Silence will not protect you


Yep…pretty much

Lately I’ve been sensing (through what I read online and through conversations with certain family and community members) that others feel like I am challenging their way of being in this world. It’s not that the straight folks giving off this vibe feel threatened by my relationship with Marianne, or that they particularly think that our physical relationship (if they think about that) is “icky;” rather the vibe I’m getting is that I am challenging the status quo – their status quo. Like I can’t have a same-gender marriage because it somehow challenges their notion of marriage – and they don’t like it.

That’s not my intention. I don’t spend my days gleefully rubbing my hands together and constructing ways to make others feel uncomfortable, I simply live my life the best way I know how.

To the title of this post – it’s an overused quote from Audre Lorde but I really do think it’s true and appropriate here. My being silent about who I am does not protect me, not does it allow me to fully live the life I was called to live.

I watched the movie Bent the other evening. The plot is basically that Max is Jewish and gay and sent to a concentration camp in 1930s Germany. He pays off the guards and successfully “passes” as simply Jewish (earning a yellow star to wear) rather than gay (earning him a pink triangle to wear). The idea was that gay men were the lowest of the low and he tried to avoid that at all costs. While there, Max falls in love with another man who does have a pink star. Long story short, they both end up losing everything in the end. The fact that Max thought he was passing didn’t protect him.

We’re moving to Greenville, NC in about a two months and from what we’ve been told the city is not as open and welcoming to gays and lesbians as where we live now. But it is what it is. I’m certainly not going back into the closet, so I may as well be up front and honest with everyone I meet. That includes folks at whatever new job I have – they will most probably ask about the ring I wear on my left ring finger – the folks in whatever community we end up making there, potentially my neighbors if they ever realize what the flag and funny looking yellow equal sign on my car are – or take the time to ask me about it.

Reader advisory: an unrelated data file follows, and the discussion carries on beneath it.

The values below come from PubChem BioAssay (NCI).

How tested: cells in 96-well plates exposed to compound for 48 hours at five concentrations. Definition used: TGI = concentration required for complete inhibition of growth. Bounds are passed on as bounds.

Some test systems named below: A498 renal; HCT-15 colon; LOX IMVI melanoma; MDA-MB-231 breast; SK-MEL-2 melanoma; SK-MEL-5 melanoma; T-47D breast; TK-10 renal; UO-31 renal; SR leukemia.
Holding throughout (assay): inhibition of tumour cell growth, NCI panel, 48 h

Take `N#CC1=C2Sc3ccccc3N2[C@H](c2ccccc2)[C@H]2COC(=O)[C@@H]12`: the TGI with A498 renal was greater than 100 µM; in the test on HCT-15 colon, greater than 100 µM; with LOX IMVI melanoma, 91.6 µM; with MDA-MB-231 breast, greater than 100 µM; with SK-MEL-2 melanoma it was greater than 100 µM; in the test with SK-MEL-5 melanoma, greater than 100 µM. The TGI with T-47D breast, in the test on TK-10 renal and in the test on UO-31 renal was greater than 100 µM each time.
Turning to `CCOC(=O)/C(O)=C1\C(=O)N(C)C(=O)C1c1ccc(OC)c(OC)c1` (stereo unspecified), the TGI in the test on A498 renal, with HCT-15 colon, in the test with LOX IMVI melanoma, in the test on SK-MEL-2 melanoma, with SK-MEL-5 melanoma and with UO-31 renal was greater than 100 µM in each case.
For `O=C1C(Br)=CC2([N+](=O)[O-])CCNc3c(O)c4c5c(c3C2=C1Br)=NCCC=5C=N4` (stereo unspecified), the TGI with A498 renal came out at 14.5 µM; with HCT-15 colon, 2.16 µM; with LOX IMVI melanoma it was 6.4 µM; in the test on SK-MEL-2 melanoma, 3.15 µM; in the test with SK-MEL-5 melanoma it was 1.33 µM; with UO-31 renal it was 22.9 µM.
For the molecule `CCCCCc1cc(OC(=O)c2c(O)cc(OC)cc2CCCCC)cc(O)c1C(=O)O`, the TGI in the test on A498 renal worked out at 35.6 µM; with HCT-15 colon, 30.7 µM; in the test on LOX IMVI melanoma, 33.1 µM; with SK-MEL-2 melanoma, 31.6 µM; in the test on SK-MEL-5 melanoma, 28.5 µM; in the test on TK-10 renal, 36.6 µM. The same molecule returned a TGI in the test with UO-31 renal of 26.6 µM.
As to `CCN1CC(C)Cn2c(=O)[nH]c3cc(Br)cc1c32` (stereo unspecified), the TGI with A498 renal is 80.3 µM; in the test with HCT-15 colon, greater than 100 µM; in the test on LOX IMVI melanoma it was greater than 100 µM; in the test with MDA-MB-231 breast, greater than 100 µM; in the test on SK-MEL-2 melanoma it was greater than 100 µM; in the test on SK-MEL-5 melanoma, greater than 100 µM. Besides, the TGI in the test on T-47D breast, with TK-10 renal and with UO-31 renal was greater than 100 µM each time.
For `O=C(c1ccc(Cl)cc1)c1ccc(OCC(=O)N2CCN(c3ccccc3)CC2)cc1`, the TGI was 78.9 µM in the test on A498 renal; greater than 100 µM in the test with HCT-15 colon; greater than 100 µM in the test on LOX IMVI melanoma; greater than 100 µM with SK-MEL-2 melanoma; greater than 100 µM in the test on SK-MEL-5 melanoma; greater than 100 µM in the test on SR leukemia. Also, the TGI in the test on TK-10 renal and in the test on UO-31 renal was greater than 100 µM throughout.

I’m not pushing anything on anyone – how they choose to view my life in relation to theirs is on them.

There’s also been talk that by Marianne and I being out and planning our wedding so publicly, it might be unduly influencing children to try “the gay lifestyle,” whatever that means. Again I say, I’m not pushing any lifestyle on anyone because it doesn’t work like that. But that fact that a child knows two women in a happy, healthy relationship can only be a good thing. If the child grows up straight, then they have learned to be more compassionate and loving toward everyone. If, by some combination of genetics and life and who knows what else, they turn out to be gay or lesbian, then they know they’ve got two allies to whom they can talk.

I am (finally) living exactly as I was made to live, fully realizing every aspect of myself and sharing that with others. I am always amazed at how fast authentic relationships can form when people stop hiding behind anything. I’ve said it before, being out is a choice that I cannot force on anyone. But for me, it’s the only choice that makes sense.


6 responses »

  1. I don’t think of you as brave, just human, albeit standing up for what you believe outside of culturally accepted norms does take courage. Be who you are because anything else would be a lie to yourself, and you’re the last person you want to lie to. Greenville will get over it. Compassion and likability, in most cases, will overcome intolerance. I think the more these things are out in the open, the more people are forced to realize that being gay is not a spreading virus, it’s just a spectrum of our humanity that has always been there. It’s time for people to grow up. Sexuality is a complicated thing. It’s always been that way, and will always be that way. Loving people is never wrong.

  2. You are courageous, not conforming. It is hard. The straight people who give off that vibe, are they thinking, if it is not right for her, can it be right for me? That is what they find threatening, whatever shadow thing they have which does not fit their status quo.

    • I don’t think any sort of underlying latent homosexuality, I think it’s really that “how dare she challenge me and my life?” idea.

      I get the “because the Bible tells me so” and “that’s icky” reasons – okay I don’t get them but can understand that’s what they’ve been taught, but the fact that I am somehow challenging them and their lives has me curious.

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